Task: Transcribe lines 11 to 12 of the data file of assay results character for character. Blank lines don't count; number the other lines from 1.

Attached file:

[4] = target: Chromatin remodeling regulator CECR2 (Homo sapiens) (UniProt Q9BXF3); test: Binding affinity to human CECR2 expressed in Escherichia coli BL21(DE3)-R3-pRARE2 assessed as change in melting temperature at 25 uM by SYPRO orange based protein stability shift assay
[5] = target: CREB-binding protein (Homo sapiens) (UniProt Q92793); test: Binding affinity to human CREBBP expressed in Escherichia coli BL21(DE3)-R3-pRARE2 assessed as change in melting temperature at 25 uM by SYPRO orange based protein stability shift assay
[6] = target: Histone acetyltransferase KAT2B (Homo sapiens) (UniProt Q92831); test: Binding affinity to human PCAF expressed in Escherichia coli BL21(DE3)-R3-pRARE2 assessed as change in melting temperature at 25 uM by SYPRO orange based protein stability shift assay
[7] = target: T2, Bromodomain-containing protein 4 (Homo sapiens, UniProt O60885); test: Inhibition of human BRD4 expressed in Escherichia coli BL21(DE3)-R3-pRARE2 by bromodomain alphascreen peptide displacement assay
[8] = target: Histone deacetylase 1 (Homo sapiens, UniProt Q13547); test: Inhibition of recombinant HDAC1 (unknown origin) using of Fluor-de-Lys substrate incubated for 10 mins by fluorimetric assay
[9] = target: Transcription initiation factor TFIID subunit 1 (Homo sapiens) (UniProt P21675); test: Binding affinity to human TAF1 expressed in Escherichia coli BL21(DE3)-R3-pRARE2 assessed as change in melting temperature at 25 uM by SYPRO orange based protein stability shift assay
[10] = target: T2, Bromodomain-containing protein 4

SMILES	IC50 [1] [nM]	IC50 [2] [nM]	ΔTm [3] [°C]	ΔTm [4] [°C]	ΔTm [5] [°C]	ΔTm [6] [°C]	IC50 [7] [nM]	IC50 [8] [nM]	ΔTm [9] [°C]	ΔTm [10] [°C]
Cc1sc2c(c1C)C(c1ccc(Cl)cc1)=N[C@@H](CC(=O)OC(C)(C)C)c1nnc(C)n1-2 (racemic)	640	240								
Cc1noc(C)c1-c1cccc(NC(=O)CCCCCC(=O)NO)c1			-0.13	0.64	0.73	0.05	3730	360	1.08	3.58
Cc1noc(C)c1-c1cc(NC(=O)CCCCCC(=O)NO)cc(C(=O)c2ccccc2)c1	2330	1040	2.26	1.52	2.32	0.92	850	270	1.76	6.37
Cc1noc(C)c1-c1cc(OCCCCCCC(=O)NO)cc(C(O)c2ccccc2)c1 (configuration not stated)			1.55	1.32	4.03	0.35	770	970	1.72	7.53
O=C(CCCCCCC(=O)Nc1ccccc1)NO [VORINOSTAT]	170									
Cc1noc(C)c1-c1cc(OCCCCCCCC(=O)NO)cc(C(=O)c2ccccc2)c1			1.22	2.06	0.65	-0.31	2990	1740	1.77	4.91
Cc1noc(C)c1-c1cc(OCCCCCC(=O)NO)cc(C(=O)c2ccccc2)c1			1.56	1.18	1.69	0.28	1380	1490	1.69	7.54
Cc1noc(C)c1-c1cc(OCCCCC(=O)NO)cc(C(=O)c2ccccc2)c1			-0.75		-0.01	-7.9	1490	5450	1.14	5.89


Cc1noc(C)c1-c1cc(NC(=O)CCCCCC(=O)NO)cc(C(=O)c2ccccc2)c1	2330	1040	2.26	1.52	2.32	0.92	850	270	1.76	6.37
Cc1noc(C)c1-c1cc(OCCCCCCC(=O)NO)cc(C(O)c2ccccc2)c1 (configuration not stated)			1.55	1.32	4.03	0.35	770	970	1.72	7.53